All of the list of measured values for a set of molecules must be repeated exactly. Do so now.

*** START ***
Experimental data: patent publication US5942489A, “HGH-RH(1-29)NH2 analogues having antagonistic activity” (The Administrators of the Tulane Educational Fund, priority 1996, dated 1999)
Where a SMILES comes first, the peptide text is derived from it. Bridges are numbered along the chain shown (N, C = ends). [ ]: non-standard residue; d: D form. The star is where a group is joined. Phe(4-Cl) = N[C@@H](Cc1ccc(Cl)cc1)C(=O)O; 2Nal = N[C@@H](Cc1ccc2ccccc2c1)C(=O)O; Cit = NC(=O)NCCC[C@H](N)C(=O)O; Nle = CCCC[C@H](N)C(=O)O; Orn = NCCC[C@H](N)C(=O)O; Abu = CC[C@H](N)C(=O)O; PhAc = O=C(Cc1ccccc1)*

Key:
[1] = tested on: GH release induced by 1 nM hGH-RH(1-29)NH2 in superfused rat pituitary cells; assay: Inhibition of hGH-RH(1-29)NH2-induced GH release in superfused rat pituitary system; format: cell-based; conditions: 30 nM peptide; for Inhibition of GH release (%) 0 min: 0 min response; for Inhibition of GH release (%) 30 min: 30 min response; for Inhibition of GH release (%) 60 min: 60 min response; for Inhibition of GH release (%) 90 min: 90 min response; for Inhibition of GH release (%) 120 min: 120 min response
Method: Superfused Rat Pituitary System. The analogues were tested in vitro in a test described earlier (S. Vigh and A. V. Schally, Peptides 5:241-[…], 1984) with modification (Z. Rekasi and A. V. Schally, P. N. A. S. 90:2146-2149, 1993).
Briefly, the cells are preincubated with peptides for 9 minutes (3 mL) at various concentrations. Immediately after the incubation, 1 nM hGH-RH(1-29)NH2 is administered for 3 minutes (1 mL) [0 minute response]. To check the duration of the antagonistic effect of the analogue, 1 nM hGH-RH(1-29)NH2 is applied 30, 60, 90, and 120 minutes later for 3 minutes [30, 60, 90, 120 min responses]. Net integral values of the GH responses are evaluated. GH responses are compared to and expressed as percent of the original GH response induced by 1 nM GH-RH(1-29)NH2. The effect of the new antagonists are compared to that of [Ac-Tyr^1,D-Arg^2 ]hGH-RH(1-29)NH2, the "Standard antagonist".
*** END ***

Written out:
Experimental data: patent publication US5942489A, “HGH-RH(1-29)NH2 analogues having antagonistic activity” (The Administrators of the Tulane Educational Fund, priority 1996, dated 1999)
Where a SMILES comes first, the peptide text is derived from it. Bridges are numbered along the chain shown (N, C = ends). [ ]: non-standard residue; d: D form. The star is where a group is joined. Phe(4-Cl) = N[C@@H](Cc1ccc(Cl)cc1)C(=O)O; 2Nal = N[C@@H](Cc1ccc2ccccc2c1)C(=O)O; Cit = NC(=O)NCCC[C@H](N)C(=O)O; Nle = CCCC[C@H](N)C(=O)O; Orn = NCCC[C@H](N)C(=O)O; Abu = CC[C@H](N)C(=O)O; PhAc = O=C(Cc1ccccc1)*

Key:
[1] = tested on: GH release induced by 1 nM hGH-RH(1-29)NH2 in superfused rat pituitary cells; assay: Inhibition of hGH-RH(1-29)NH2-induced GH release in superfused rat pituitary system; format: cell-based; conditions: 30 nM peptide; for Inhibition of GH release (%) 0 min: 0 min response; for Inhibition of GH release (%) 30 min: 30 min response; for Inhibition of GH release (%) 60 min: 60 min response; for Inhibition of GH release (%) 90 min: 90 min response; for Inhibition of GH release (%) 120 min: 120 min response
Method: Superfused Rat Pituitary System. The analogues were tested in vitro in a test described earlier (S. Vigh and A. V. Schally, Peptides 5:241-[…], 1984) with modification (Z. Rekasi and A. V. Schally, P. N. A. S. 90:2146-2149, 1993).
Briefly, the cells are preincubated with peptides for 9 minutes (3 mL) at various concentrations. Immediately after the incubation, 1 nM hGH-RH(1-29)NH2 is administered for 3 minutes (1 mL) [0 minute response]. To check the duration of the antagonistic effect of the analogue, 1 nM hGH-RH(1-29)NH2 is applied 30, 60, 90, and 120 minutes later for 3 minutes [30, 60, 90, 120 min responses]. Net integral values of the GH responses are evaluated. GH responses are compared to and expressed as percent of the original GH response induced by 1 nM GH-RH(1-29)NH2. The effect of the new antagonists are compared to that of [Ac-Tyr^1,D-Arg^2 ]hGH-RH(1-29)NH2, the "Standard antagonist".